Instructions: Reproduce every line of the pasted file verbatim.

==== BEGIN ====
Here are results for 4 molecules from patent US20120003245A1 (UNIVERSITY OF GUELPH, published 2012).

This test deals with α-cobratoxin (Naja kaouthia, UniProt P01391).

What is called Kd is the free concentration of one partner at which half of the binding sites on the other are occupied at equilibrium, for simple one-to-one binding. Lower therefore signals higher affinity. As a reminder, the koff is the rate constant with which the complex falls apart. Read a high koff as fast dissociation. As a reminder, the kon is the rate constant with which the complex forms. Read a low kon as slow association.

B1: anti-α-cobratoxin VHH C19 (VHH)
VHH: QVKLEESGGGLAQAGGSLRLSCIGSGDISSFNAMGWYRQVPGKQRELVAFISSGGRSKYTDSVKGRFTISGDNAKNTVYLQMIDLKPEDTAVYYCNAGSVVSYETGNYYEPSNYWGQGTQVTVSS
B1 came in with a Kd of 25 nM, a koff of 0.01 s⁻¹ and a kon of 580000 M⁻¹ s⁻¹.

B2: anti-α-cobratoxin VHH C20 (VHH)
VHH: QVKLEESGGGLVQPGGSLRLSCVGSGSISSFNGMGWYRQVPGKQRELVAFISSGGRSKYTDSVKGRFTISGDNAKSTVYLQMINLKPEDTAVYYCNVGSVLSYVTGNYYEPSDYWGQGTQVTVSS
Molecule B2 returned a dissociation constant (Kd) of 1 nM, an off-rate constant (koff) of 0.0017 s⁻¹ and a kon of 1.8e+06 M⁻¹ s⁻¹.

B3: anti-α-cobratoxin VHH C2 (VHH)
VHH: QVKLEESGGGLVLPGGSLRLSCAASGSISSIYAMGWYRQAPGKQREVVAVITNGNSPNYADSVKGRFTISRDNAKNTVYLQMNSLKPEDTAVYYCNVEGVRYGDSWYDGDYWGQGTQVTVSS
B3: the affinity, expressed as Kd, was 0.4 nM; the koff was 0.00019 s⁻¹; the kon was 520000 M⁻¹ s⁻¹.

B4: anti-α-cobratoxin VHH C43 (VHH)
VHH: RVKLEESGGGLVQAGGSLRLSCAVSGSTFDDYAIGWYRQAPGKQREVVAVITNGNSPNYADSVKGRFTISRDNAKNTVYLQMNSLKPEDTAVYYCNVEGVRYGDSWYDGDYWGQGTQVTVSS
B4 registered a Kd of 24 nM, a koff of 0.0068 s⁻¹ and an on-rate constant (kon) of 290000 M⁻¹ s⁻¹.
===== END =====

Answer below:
Here are results for 4 molecules from patent US20120003245A1 (UNIVERSITY OF GUELPH, published 2012).

This test deals with α-cobratoxin (Naja kaouthia, UniProt P01391).

What is called Kd is the free concentration of one partner at which half of the binding sites on the other are occupied at equilibrium, for simple one-to-one binding. Lower therefore signals higher affinity. As a reminder, the koff is the rate constant with which the complex falls apart. Read a high koff as fast dissociation. As a reminder, the kon is the rate constant with which the complex forms. Read a low kon as slow association.

B1: anti-α-cobratoxin VHH C19 (VHH)
VHH: QVKLEESGGGLAQAGGSLRLSCIGSGDISSFNAMGWYRQVPGKQRELVAFISSGGRSKYTDSVKGRFTISGDNAKNTVYLQMIDLKPEDTAVYYCNAGSVVSYETGNYYEPSNYWGQGTQVTVSS
B1 came in with a Kd of 25 nM, a koff of 0.01 s⁻¹ and a kon of 580000 M⁻¹ s⁻¹.

B2: anti-α-cobratoxin VHH C20 (VHH)
VHH: QVKLEESGGGLVQPGGSLRLSCVGSGSISSFNGMGWYRQVPGKQRELVAFISSGGRSKYTDSVKGRFTISGDNAKSTVYLQMINLKPEDTAVYYCNVGSVLSYVTGNYYEPSDYWGQGTQVTVSS
Molecule B2 returned a dissociation constant (Kd) of 1 nM, an off-rate constant (koff) of 0.0017 s⁻¹ and a kon of 1.8e+06 M⁻¹ s⁻¹.

B3: anti-α-cobratoxin VHH C2 (VHH)
VHH: QVKLEESGGGLVLPGGSLRLSCAASGSISSIYAMGWYRQAPGKQREVVAVITNGNSPNYADSVKGRFTISRDNAKNTVYLQMNSLKPEDTAVYYCNVEGVRYGDSWYDGDYWGQGTQVTVSS
B3: the affinity, expressed as Kd, was 0.4 nM; the koff was 0.00019 s⁻¹; the kon was 520000 M⁻¹ s⁻¹.

B4: anti-α-cobratoxin VHH C43 (VHH)
VHH: RVKLEESGGGLVQAGGSLRLSCAVSGSTFDDYAIGWYRQAPGKQREVVAVITNGNSPNYADSVKGRFTISRDNAKNTVYLQMNSLKPEDTAVYYCNVEGVRYGDSWYDGDYWGQGTQVTVSS
B4 registered a Kd of 24 nM, a koff of 0.0068 s⁻¹ and an on-rate constant (kon) of 290000 M⁻¹ s⁻¹.